Water Taxi owner wants exclusive sites He argues city proposal of shared docking space threatens public safety

January 04, 1998|By Brenda J. Buote | Brenda J. Buote,SUN STAFF

Baltimore's two competing water taxis will stay afloat into the next century, if city officials can persuade the operators to share several landings in the Inner Harbor.

That proposal doesn't please Ed Kane, owner of Water Taxi, who is refusing to dock at any landing that his competitor is allowed to use.

"The city's recommendation raises very severe safety concerns," said James P. Gillece Jr., the lawyer representing Kane. "The idea of having two boats going to one landing, which they are to share, to try to pick up passengers -- it would be a prelude to disaster."

The city awarded landing rights to Kane's company, Harbor Boating Inc., and Silver Clipper Inc., which operates as Harbor Shuttle, about two weeks ago.

Kane and Harbor Shuttle operator Ron Morgan were the only bidders for the right to land at city-owned docks in the Inner Harbor for an unspecified period beginning April 1, 1999.

City officials decided to put all of the harbor landing rights up for bid in May after Morgan filed a $2 million lawsuit against the city, claiming he had been banned from the Inner Harbor.

The suit was dropped a week later, after Morgan secured landing rights to city-owned docks at the Maryland Science Center and the Harborplace amphitheater, between the Pratt and Light street pavilions.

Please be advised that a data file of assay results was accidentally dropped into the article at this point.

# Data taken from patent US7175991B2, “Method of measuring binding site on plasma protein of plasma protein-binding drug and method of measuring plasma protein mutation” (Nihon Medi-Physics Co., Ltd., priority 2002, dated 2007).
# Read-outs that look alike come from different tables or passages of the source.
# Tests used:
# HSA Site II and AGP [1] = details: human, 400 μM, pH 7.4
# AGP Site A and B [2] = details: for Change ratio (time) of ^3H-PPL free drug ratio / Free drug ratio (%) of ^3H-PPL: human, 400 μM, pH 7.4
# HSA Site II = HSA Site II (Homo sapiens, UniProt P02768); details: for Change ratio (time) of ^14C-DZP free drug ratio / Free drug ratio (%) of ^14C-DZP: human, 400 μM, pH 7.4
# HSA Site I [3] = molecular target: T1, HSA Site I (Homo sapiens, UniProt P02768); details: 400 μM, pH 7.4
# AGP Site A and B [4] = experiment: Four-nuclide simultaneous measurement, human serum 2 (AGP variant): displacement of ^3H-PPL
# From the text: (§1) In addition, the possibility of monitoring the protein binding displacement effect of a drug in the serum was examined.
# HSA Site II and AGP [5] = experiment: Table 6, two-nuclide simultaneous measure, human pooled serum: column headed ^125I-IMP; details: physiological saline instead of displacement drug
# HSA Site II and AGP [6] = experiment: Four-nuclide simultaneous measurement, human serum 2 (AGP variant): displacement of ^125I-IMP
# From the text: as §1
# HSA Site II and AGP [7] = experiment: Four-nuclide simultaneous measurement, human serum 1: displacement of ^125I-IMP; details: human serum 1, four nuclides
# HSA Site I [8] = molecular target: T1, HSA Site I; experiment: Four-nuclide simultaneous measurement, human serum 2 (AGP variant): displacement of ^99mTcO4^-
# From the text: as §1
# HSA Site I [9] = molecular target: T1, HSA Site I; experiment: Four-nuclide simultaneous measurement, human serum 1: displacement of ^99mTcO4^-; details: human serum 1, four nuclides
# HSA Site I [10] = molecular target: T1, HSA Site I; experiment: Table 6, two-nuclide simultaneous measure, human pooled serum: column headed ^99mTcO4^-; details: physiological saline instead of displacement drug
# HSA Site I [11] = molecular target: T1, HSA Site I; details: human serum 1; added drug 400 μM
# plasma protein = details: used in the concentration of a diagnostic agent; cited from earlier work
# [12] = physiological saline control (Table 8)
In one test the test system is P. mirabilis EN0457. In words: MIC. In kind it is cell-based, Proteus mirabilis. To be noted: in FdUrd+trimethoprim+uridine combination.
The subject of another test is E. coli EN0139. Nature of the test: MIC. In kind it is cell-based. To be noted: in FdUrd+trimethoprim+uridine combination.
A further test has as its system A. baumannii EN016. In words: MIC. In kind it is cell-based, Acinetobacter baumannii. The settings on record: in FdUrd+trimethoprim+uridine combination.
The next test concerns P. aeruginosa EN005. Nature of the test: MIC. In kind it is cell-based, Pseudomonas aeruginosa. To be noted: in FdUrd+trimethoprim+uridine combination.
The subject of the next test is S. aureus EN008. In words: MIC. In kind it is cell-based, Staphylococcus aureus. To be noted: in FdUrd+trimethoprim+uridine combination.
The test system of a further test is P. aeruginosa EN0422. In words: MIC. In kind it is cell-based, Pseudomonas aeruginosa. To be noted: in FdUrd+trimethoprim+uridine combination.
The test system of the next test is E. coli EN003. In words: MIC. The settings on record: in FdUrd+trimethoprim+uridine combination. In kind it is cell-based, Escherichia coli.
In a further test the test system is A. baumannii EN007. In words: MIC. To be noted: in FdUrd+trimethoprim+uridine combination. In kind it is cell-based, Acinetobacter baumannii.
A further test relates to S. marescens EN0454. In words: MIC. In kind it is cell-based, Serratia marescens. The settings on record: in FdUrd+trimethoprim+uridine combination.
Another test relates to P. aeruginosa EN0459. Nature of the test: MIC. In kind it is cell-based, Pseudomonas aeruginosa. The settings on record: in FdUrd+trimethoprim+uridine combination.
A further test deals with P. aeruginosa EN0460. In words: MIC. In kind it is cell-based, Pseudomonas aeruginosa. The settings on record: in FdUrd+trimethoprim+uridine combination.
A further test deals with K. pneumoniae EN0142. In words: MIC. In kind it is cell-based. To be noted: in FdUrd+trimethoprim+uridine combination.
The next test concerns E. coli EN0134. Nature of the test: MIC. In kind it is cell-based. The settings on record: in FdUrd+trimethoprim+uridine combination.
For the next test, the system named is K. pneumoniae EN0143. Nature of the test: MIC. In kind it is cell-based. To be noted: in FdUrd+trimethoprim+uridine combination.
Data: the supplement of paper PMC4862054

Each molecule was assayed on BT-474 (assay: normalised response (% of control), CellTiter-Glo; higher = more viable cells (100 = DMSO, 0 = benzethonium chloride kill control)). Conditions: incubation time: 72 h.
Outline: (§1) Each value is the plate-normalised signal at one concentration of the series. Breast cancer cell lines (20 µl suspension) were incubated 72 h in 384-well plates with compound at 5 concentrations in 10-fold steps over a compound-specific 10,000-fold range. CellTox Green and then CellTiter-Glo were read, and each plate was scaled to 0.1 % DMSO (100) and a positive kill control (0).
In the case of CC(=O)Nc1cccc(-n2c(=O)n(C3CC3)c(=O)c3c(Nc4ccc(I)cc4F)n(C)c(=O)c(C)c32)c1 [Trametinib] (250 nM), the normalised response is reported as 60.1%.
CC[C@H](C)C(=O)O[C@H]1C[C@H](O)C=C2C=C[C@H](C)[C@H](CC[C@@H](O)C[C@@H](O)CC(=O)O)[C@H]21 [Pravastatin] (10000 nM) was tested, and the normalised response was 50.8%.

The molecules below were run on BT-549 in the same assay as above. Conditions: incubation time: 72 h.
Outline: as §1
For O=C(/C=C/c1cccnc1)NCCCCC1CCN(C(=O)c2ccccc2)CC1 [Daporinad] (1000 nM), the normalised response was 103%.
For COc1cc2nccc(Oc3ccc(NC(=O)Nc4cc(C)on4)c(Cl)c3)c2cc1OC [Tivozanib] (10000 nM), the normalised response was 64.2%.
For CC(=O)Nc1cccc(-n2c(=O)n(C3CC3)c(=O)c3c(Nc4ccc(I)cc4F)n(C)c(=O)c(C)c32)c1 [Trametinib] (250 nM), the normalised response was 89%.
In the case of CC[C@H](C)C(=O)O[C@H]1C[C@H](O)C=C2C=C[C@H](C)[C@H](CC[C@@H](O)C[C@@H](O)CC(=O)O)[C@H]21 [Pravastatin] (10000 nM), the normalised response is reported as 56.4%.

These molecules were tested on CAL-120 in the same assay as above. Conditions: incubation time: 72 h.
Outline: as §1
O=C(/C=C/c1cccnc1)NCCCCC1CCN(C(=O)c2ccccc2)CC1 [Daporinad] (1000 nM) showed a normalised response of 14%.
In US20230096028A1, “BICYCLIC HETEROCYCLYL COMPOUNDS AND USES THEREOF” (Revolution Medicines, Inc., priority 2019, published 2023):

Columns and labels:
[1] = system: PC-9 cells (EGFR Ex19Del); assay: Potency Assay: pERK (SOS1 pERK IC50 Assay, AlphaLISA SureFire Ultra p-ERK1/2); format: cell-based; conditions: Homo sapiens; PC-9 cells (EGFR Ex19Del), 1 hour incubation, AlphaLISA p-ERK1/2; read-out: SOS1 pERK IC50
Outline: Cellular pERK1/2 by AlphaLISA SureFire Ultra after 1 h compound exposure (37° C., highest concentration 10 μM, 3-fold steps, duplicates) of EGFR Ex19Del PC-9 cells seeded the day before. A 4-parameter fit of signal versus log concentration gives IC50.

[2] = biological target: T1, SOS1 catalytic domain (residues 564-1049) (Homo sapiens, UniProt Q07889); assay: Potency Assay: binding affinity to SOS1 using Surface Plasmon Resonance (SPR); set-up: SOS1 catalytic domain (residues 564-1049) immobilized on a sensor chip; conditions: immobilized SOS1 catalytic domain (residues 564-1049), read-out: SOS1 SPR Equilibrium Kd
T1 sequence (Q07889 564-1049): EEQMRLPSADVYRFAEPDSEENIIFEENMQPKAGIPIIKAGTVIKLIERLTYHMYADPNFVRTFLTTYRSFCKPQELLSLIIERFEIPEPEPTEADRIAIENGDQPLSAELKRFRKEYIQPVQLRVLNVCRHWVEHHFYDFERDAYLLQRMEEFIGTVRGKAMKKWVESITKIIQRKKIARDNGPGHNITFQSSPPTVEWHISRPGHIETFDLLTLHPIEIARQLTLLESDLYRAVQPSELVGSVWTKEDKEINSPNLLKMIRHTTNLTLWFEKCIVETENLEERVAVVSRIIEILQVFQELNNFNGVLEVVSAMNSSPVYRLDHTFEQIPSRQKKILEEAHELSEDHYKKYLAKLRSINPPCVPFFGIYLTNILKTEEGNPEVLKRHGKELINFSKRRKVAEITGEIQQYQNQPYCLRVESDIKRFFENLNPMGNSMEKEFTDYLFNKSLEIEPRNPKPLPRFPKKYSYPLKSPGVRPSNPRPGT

Water Taxi uses eight city-owned landings in the Inner Harbor and also docks at three landings in the Outer Harbor.

The Department of Public Works rejected the original bids from the two companies in September because they contained "serious legal deficiencies," forcing the city to start the bidding process again. The two submitted new proposals in November.

"To me it's a win-win situation for everybody," Morgan said of the shared landing rights. "We're really happy. We're getting everything we asked for -- a chance to compete."

Gillece said his client has notified city officials in writing that he would not accept their offer because of his concerns about safety.

"We were told we'd receive a response within a week," Gillece said. "That was before Christmas, and we still haven't heard a word."

City attorney Michael G. Raimondi would not comment.

Pub Date: 1/04/98

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